Gretchen Walther (Donna Elvire) is much more convincing when she returns in the second act to reform Don Juan than in the first when she gives vent to her anger.  Holding crosses rather than beating her side with riding crops seem to be her forte.

Marcia Rodd

Pierrot (Pat Brubaugh), Charlotte (Susan Shanks), and Mathurine (Marcia Rodd), all portray Scottish peasant folk almost too well -- their accents sometime obscure the dialogue. 

On the technical aspects, the set does not look Spanish.  It looks like a set placed on the stage, rather than giving a feeling of Spain.  There is so little change from the basic platforms that one is led to believe that someone in theatre must have a decided lazy streak.

In fact the only really Spanish influence in the entire play was Donna Elvire’s brothers, Don Carlos (Laird Williamson) and Don Alonzo (Larry Kamm).  Embodying the “pundonor,” or point of honor that bound Spanish noblemen to revenge a family disgrace with the blood of the debaucher, the two brothers help Don Juan with one of his better scenes, when they try to decide whether or not to make him part of a shish-ka-bob.

The second act goes from the wild to the weird, with fathers scolding, tradesmen being outfoxed, a statue coming to dinner and finally a full company of spectres and demons.  All of these supporting characters are quite believable in their roles.  Unfortunately, they have to deal with Don Juan, who isn’t.

After having dinner with the statue, Don Juan tries a hypocritical reformation and outwardly embraces religion.  This deceit precipitates his final downfall and, in the last scene, hell (located immediately under the stage) opens and gives him a bid.

He accepts with reluctance, while demons leap out and run around in tights for the pledging ceremony.  There is some static, probably unintentional, is followed by Sganarelle’s last words which left Saturday’s [gap] on the public address and at last Don Juan leaves the stage.

The effect of the acting by the two leads is perfectly summed up in the last lines when Don Juan says that hell is burning his feet and the audience is moved to the extent that one wants to get him a Dr. Scholl's foot pad.  This

 . . . [rest is missing].


This is the publicity on February 18, 1960.  I’m surprised to discover I was the assistant director!  


“Don Juan,” Moliere’s comic tale of the legendary Spaniard who was reputed to have had a thousand love affairs, will be the final winter quarter production of the Northwestern University theatre.  The play will be presented Feb. 26, 27, 28, and March 4, 5, 6.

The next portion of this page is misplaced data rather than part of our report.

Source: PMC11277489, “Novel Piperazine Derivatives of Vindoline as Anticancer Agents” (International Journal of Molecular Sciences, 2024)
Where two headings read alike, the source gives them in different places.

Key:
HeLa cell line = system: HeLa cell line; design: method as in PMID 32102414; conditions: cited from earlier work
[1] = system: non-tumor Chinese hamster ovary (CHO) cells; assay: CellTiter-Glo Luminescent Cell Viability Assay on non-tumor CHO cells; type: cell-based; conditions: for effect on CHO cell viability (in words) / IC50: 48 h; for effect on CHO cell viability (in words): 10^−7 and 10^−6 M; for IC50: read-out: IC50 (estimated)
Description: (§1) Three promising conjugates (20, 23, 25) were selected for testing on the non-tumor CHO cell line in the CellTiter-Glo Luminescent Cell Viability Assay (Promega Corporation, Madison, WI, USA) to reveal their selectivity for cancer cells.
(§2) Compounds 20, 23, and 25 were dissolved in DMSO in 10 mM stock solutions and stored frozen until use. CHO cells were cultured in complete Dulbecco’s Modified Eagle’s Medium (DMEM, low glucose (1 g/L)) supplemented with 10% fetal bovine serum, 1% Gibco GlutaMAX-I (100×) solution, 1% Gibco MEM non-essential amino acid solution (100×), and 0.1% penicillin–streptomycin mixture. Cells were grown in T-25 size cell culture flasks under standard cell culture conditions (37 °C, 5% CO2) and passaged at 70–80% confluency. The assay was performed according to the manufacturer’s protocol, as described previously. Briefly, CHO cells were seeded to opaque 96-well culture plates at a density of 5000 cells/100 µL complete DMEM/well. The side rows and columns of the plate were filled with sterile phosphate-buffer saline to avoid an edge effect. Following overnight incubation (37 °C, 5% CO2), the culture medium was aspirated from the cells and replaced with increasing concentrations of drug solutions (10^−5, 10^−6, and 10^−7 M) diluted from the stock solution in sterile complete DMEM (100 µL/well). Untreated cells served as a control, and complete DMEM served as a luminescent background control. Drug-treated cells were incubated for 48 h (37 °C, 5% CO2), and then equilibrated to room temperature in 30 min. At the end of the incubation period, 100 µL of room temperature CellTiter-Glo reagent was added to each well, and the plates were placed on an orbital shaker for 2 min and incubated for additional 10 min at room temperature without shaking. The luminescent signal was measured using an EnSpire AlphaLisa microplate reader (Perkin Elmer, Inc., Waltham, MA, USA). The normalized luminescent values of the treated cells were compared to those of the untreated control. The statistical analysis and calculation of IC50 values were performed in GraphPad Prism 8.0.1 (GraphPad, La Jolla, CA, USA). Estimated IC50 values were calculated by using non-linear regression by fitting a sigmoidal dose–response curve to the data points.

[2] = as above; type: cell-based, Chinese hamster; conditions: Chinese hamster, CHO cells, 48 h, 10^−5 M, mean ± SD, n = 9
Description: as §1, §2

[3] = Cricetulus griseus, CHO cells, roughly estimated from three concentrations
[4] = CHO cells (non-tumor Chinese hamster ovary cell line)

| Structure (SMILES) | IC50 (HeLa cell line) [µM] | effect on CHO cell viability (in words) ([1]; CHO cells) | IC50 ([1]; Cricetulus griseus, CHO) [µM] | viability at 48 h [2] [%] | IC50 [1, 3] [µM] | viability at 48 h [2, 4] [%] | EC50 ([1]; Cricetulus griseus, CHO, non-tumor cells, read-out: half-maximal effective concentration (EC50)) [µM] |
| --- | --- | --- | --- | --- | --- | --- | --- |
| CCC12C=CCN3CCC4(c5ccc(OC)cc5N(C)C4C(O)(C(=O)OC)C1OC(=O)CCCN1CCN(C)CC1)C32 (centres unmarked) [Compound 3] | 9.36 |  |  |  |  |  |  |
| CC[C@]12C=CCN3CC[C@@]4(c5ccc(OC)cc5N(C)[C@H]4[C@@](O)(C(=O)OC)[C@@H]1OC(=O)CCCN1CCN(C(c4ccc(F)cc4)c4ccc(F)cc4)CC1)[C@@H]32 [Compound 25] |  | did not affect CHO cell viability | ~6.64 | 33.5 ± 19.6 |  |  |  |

The production will include two scenes generally omitted from printed and performed versions, director John E. Van Meter said.  The scenes were cut out after the initial production because the audience misinterpreted them as blasphemous.

A favorite in France, the play has not received much attention in this country.  The legend is fairly well known in the United States because of the popularity of Mozart’s opera, “Don Giovanni.”  the opera is a more swash-buckling version than Moliere’s play, which concentrates on the comic adventures of the Don.

Tuesday, April 29, 2014




DAILY NORTHWESTERN   Wednesday, February 3, 1960


(Editor’s Note:  This is the first in a series of three articles devoted to the Northwestern speech school’s workshop theatre.  We chose to publish such an extensive series on workshop because we feel it is probably the most creative and at the same time least known activity on campus.  This first article deals with the organization and development of workshop.  the second article will discuss the problems workshop faces.  And the third article will be a close look at an original scene by Gary Vitale, now in rehearsal.)

by Norman Mack

The room is dingy . . . there are a few wooden chairs around . . . cracks in the ceiling . . . dust generally and a wooden creaking floor.  In the center of the room is a girl, who is ordinarily beautiful, but is now dressed in blue jeans and a sweatshirt with little make-up and unruly hair.  She is shouting angry words at a boy while her director encourages her.  This is workshop theatre.

The scene shifts.  The same girl, in the same working outfit, is in Centennial hall.  The same director is encouraging her, only her performance is considerably subdued -- the walls in Centennial hall are hard and echoes result.  This, too, is workshop.

Now the applause has died down, most of the non-theatre majors have left the speech auditorium.  Miss Alvina Krause, faculty sponsor of workshop theatre, stands on the audience’s level and praises the girl’s performance.  This workshop bill for the director and the girl has come to a happy conclusion.

Workshop is the first arena where the hopes of novice directors, actors, and actresses get tested at Northwestern.  It adds more students to the to school education than any other activity on campus and it gives the new blood of the theater a change to present themselves to an audience.